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Wednesday, May 27, 2015


I've taken an around the world adventure at least ten times now, so, I must be a world authority.  You can view the details of my next journey, which will occur this Fall.  The cost for business class (plus all other expenses) will be a little more than $35,000.

However, I'm at the stage of my life where I should be using a cruise liner to make that global circle.  So let me compare the two options:  plane or ship.

Round the World (RTW) by air is dominated by three partnerships:

Alliance                          # of partners  airports  countries  fleet

One World (American)            15             1010        155         3428

Sky Team (Delta)                    20             1064        179         4400

Star Alliance (United)              27             1321        193        4456

My preferred link is with Star Alliance, on which I am now heading towards 3 million miles.  Some noteworthy exploits include:
  • PanAm was the only exception, which occurred in the 1980's.  My wife and I went west on Pan Am One, and it was a learning experience.
  • In 2012 I used mostly miles to fly to Japan for the cherry blossoms (plus an OTEC dinner), then on to Amsterdam for the tulips, ending in Las Vegas, when I went golfing on Kenji's Safari.  Well, not quite, for I then went back to Denver for an American Solar Energy Society gathering to participate in an OTEC panel.  Here is a summary.
  • My Ultimate Global Adventure occurred in the Spring of 2013 (MUGA 2013):  a $50K extravaganza in First Class with Michelin 3-Star and Pellegrino Best 50 restaurants.  At Matsumoto Castle a gold koi swallowed the capsule of Pearl's ashes, I suffered from choking air pollution in Beijing, went on another Kenji golf safari and barely survived two weeks of wine tasting in Napa, Sonoma and Alexander Valleys.  Here were my final thoughts.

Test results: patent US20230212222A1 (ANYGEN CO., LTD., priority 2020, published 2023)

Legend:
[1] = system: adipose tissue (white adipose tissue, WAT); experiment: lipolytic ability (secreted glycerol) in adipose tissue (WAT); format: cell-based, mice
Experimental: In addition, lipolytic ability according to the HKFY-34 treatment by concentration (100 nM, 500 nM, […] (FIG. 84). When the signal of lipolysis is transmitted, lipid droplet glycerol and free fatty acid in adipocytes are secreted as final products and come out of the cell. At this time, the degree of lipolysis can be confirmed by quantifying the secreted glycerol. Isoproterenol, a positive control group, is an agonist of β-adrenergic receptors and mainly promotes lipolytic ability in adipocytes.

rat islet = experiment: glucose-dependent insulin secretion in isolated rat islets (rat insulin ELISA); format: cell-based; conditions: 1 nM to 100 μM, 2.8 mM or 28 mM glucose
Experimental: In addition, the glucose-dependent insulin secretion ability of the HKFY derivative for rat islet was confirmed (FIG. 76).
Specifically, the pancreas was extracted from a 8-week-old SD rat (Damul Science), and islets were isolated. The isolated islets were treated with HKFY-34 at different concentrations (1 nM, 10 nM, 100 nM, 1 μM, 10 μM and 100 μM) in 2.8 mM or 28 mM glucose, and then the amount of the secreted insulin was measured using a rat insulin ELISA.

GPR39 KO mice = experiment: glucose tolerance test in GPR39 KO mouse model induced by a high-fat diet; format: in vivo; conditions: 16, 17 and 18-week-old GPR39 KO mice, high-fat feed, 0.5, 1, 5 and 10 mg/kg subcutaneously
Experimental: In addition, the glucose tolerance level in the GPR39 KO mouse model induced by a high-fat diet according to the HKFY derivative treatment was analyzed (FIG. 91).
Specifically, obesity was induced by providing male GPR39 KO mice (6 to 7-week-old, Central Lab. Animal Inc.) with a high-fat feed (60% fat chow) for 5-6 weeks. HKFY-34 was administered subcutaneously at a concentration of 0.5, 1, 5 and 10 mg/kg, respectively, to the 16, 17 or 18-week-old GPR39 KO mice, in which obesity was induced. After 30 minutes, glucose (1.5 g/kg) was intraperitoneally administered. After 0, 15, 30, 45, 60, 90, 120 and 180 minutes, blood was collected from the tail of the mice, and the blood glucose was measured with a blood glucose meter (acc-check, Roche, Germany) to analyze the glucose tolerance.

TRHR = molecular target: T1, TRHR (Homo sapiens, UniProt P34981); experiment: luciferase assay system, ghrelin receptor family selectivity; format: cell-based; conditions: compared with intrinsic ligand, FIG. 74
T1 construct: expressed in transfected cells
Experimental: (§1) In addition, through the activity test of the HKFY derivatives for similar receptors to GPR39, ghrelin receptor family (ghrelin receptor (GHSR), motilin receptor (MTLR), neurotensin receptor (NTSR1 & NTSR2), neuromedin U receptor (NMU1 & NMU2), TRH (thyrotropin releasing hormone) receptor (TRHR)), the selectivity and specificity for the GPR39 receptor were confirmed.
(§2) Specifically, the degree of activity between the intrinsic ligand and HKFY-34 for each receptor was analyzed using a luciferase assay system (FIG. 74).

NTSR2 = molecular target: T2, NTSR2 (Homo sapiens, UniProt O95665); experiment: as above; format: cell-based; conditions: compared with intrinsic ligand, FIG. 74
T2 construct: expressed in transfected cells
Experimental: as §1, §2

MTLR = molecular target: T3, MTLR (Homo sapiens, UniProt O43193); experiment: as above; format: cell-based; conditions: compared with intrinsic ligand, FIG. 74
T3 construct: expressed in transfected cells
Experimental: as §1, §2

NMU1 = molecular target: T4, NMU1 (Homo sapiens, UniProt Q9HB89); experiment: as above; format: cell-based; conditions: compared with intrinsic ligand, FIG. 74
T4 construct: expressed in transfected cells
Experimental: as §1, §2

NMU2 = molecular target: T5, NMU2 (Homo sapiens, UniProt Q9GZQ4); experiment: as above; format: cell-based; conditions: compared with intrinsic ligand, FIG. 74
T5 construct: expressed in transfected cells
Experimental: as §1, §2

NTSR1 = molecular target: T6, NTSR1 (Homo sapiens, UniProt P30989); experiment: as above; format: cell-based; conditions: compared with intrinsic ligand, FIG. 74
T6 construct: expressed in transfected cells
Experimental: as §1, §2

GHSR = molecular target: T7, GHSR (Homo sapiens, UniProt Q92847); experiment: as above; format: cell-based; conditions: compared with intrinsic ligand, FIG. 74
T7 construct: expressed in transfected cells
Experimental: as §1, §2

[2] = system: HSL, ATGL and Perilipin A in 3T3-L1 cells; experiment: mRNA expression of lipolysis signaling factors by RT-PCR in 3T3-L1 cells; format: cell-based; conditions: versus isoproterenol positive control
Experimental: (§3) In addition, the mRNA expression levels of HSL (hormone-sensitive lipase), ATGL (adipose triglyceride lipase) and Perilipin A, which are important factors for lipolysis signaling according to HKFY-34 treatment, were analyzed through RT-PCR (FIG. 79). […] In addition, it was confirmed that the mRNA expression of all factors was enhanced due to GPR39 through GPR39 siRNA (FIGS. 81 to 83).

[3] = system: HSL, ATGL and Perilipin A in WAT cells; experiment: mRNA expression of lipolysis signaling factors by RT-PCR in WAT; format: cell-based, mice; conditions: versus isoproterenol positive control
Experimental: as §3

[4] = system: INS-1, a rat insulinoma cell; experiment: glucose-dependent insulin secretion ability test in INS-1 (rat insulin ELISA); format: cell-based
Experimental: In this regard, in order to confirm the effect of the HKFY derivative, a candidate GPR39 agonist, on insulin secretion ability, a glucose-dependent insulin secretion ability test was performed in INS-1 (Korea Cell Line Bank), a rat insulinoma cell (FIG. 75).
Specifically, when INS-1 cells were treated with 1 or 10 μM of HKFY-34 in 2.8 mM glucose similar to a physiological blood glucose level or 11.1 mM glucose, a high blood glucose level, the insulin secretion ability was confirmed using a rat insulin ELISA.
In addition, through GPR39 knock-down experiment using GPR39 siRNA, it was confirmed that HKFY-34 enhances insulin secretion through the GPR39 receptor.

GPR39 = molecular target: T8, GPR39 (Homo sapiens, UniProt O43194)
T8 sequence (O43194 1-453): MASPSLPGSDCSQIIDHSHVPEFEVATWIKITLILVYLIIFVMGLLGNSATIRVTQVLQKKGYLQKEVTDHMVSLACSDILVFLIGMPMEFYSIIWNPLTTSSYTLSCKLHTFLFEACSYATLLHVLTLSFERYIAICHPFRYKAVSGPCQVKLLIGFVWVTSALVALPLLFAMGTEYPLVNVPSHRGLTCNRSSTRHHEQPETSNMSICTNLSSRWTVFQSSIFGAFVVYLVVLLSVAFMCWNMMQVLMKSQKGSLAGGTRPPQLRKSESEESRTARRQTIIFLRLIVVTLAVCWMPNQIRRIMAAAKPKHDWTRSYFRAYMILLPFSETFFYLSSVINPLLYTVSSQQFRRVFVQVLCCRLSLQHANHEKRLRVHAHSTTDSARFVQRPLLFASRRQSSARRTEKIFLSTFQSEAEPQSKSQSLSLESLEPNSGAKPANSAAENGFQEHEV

• My Ultimate Fantasy Adventure, in the Spring of 2014, might have actually been more enjoyable than MUGA 2013, and some day I might be able to say why.  Here is a comparison of the two.  However, MUFA 2014 was not global, only around the Pacific, the final leg being a Crystal Symphony cruise from Tokyo back to Honolulu.
Before I segue into the ocean, I should mention that just around the same day I leave on my next global adventure, Abercrombie and Kent (not to be confused with Abercrombie and Fitch) has a 24-day 2015 Wonders of the World by Private Jet for $108,000, limited to 50 really rich people.  If you can't go until next year, then the 2016 version includes 26 days, visits all new sites and will cost you $117,000.  The tours are led by founder Geoffrey Kent.  He is two years younger than me and plays polo.

Most world cruises are not global.  Crystal Cruise, for example, in 2016, will only circle the Pacific for $35K+.  However, they promise around the world cruises in 2018, the Crystal Symphony departing Cape Town on January 7 and Crystal Serenity leaving from Los Angeles on January 23.  Alas, not so, for the four "WORLD" cruises all DO NOT start and end in the same city by circumnavigating Planet Earth.